Vatican official condemns Maynard assisted suicide case in U.S.
VATICAN CITY (Reuters) - A Vatican bioethics official on Tuesday condemned the death by assisted suicide of American Brittany Maynard, a terminally ill 29-year-old who ended her life over the weekend, as an undignified "absurdity."
"This woman (took her own life) thinking she would die with dignity, but this is the error," Monsignor Ignacio Carrasco de Paula, head of the Pontifical Academy for Life, told the Italian news agency Ansa.
"Suicide is not a good thing. It is a bad thing because it is saying no to life and to everything it means with respect to our mission in the world and towards those around us," the head of the Vatican think tank on life issues said in a report on the Ansa website.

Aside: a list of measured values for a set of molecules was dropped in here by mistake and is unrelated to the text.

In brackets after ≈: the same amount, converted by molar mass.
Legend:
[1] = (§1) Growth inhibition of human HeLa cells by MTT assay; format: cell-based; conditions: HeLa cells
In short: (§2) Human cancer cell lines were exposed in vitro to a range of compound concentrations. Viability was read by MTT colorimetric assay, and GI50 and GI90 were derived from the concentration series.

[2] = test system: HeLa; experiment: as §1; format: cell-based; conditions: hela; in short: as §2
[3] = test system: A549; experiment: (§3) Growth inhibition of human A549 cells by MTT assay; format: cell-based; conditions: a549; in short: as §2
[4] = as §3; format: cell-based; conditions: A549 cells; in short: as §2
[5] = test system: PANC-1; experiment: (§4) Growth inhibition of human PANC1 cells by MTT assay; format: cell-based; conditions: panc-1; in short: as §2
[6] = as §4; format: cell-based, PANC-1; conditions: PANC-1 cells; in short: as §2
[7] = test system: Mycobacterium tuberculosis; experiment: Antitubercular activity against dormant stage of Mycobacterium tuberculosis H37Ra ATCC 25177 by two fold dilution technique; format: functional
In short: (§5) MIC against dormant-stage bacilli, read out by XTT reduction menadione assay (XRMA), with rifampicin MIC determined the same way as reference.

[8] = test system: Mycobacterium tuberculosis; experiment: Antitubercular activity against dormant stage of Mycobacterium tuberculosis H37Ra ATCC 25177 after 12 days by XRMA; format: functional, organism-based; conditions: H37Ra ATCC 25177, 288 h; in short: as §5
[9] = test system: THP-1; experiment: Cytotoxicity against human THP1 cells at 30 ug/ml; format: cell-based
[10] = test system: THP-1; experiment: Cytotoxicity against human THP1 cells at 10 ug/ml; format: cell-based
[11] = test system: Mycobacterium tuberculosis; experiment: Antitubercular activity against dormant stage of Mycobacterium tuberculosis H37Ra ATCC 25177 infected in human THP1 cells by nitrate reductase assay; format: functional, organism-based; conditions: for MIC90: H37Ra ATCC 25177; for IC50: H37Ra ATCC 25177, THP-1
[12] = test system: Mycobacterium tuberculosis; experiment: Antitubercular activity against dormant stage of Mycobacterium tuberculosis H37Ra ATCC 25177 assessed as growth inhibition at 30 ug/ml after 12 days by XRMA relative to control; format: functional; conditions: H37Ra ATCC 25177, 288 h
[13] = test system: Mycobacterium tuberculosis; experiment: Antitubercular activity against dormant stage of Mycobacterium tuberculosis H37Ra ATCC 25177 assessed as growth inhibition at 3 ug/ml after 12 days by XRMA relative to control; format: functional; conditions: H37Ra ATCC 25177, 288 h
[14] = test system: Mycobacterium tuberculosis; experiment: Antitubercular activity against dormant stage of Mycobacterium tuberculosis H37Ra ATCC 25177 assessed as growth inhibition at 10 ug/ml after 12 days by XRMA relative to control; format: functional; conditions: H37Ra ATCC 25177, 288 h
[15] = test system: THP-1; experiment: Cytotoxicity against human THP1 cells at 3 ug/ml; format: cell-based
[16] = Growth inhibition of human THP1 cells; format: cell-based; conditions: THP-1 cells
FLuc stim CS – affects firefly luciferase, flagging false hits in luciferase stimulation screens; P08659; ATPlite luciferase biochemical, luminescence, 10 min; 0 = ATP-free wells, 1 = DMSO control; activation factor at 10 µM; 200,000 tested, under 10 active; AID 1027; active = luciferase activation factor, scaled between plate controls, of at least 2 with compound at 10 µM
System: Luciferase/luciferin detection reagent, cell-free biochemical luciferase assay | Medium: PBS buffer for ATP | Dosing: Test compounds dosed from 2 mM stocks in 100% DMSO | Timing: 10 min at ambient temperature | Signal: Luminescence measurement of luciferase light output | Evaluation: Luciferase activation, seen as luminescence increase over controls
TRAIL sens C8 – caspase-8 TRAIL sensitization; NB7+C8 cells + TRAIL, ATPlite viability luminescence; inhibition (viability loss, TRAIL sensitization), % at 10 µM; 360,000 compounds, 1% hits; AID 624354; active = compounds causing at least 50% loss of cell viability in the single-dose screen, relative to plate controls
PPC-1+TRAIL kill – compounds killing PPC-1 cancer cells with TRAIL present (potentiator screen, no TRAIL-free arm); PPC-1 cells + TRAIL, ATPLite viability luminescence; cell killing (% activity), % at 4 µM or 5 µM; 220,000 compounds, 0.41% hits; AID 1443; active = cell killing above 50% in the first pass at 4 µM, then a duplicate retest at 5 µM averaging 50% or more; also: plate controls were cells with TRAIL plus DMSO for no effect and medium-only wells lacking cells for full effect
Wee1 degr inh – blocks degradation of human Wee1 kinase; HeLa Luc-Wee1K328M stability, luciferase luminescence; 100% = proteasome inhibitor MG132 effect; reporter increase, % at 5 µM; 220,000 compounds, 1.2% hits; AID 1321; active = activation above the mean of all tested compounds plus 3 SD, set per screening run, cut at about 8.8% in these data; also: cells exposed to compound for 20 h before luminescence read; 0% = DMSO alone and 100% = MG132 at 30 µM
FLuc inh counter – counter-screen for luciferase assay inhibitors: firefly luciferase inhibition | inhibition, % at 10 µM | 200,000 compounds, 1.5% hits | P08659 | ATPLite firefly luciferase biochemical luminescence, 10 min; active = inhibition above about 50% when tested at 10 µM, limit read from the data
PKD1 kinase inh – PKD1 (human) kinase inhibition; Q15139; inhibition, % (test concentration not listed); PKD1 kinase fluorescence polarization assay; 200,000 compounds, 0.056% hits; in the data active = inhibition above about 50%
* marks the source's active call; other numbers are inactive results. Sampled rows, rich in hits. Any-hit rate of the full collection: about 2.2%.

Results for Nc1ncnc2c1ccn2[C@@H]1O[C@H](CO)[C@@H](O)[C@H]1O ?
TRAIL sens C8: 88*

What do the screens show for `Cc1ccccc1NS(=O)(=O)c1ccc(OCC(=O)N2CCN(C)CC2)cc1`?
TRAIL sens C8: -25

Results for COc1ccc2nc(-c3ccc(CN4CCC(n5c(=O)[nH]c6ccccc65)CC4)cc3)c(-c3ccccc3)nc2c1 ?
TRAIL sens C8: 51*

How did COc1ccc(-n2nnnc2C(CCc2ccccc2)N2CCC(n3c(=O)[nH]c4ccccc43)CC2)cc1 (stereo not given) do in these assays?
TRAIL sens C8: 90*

He described assisted suicide as "an absurdity."
Maynard, who was diagnosed in January with a brain tumor and had announced plans to take medication to die when her pain became unbearable, had become the face of the right-to-die movement ahead of her death this weekend.
The group Compassion & Choices, an Oregon-based nonprofit that assisted the young woman through her end of life, said on Sunday that she had passed away surrounded by friends and family.
"Brittany Maynard was not Catholic," said Reverend Ignacio Castuera, a board member of Compassion & Choices and a pastor in the United Methodist Church. "People of faith are free to follow their own beliefs and consciences."
The Roman Catholic Church opposes euthanasia and assisted suicide, teaching that life starts at the moment of conception and should end at the moment of natural death.
(Reporting By Philip Pullella in Vatican City; Additional reporting by Alex Dobuzinskis in Los Angeles; Editing by Angus MacSwan and Cynthia Osterman)
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